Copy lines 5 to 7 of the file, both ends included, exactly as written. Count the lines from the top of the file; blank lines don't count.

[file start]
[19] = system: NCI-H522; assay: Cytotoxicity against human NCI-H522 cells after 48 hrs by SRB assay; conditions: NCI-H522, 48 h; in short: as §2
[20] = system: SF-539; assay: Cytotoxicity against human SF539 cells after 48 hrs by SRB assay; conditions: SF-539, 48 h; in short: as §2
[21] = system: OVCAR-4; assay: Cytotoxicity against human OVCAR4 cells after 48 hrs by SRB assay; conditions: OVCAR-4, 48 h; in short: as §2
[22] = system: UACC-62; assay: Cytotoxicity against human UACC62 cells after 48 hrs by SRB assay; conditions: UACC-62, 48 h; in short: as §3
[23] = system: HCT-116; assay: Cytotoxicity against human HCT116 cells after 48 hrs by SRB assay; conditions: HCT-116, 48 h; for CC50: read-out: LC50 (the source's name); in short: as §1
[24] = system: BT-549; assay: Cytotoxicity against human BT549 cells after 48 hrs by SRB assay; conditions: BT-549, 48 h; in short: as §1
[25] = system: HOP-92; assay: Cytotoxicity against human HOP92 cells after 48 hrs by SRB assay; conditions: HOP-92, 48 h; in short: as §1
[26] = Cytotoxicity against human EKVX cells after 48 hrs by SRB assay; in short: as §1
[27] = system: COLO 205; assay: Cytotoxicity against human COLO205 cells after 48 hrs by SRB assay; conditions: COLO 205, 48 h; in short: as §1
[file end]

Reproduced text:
[23] = system: HCT-116; assay: Cytotoxicity against human HCT116 cells after 48 hrs by SRB assay; conditions: HCT-116, 48 h; for CC50: read-out: LC50 (the source's name); in short: as §1
[24] = system: BT-549; assay: Cytotoxicity against human BT549 cells after 48 hrs by SRB assay; conditions: BT-549, 48 h; in short: as §1
[25] = system: HOP-92; assay: Cytotoxicity against human HOP92 cells after 48 hrs by SRB assay; conditions: HOP-92, 48 h; in short: as §1